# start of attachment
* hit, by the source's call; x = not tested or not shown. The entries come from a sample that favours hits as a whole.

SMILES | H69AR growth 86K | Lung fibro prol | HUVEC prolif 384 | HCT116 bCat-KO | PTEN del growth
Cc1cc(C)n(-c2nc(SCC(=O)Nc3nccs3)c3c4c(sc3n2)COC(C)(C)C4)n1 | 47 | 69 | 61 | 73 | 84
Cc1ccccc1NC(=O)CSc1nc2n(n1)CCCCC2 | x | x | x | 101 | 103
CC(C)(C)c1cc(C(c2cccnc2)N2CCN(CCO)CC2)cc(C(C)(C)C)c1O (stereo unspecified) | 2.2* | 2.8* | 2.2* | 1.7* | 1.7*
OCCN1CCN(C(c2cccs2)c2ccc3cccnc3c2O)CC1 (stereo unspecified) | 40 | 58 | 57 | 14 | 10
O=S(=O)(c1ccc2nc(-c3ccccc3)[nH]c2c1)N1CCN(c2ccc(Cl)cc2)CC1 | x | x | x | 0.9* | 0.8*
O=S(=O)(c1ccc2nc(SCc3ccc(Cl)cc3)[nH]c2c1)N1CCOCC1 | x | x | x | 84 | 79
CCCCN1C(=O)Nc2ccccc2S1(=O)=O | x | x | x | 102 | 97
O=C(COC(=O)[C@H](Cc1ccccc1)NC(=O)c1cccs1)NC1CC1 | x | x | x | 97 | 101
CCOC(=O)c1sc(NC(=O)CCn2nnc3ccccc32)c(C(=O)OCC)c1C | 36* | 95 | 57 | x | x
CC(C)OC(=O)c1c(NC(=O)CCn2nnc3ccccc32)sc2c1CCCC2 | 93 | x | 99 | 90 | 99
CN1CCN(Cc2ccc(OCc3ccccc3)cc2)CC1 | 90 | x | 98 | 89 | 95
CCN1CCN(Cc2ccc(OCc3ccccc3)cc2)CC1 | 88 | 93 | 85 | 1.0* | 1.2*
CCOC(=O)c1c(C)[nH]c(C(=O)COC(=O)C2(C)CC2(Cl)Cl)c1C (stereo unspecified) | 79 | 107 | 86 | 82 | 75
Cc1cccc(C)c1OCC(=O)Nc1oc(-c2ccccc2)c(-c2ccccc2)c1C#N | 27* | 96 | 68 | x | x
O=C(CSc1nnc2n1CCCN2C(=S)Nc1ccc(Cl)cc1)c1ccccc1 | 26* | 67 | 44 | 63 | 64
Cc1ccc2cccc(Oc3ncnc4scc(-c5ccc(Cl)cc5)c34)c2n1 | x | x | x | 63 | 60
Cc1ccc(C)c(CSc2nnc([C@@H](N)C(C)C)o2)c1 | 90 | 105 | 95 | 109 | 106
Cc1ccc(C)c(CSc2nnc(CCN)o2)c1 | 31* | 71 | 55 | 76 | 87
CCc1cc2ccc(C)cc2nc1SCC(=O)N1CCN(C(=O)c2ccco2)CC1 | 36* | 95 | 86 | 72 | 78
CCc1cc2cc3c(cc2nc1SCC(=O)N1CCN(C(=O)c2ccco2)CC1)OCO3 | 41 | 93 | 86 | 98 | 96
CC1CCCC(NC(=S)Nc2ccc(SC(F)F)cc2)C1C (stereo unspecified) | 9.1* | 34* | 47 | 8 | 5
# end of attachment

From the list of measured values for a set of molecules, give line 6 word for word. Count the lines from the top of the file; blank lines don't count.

OCCN1CCN(C(c2cccs2)c2ccc3cccnc3c2O)CC1 (stereo unspecified) | 40 | 58 | 57 | 14 | 10